By Julius Businge
The World Bank has said economic growth in Sub-Saharan Africa is likely to reach more than 5% on average in 2013-2015 as a result of high commodity prices worldwide and strong consumer spending on the continent.
The Bank said in its latest Africa’s Pulse, a twice-yearly analysis of issues shaping Africa’s economic future that about a quarter of African countries grew at 7% or higher in 2012 and a number of them, notably Sierra Leone, Niger, Cote d’Ivoire, Liberia, Ethiopia, Burkina Faso and Rwanda are among the fastest growing in the world.
The Bank said the forecast growth will be supported by a gradually improving world economy, consistently high commodity prices, and more investment in regional infrastructure, trade and business growth.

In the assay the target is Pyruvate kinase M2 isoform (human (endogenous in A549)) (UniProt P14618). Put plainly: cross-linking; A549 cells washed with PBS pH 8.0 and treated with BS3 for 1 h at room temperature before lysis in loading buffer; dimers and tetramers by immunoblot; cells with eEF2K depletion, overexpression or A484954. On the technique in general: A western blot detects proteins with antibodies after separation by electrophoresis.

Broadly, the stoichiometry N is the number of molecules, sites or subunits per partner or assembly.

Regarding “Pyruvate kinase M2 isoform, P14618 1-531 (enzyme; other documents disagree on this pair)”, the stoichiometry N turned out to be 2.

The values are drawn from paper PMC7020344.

The Bank’s Vice President Makhtar Diop called on the need for faster progress in areas such as electricity and food in the vulnerable areas of the Sahel and the Horn of Africa, and that significantly more energy and agricultural productivity were needed to raise the quality of life for Africans throughout the continent and reduce poverty significantly.
The Bank urges the mineral-rich countries to spend the revenue from the sector on productive ventures like infrastructure, education, health so as to boost economic growth n these countries.
The bank also urges African governments to invest heavily in the agriculture sector since the continent has a comparative advantage over other continents in the sector.
“This will promote financial inclusion and boost economic growth,” said Shanta Devarajan, the Bank’s chief economist for Africa and lead author of the new report.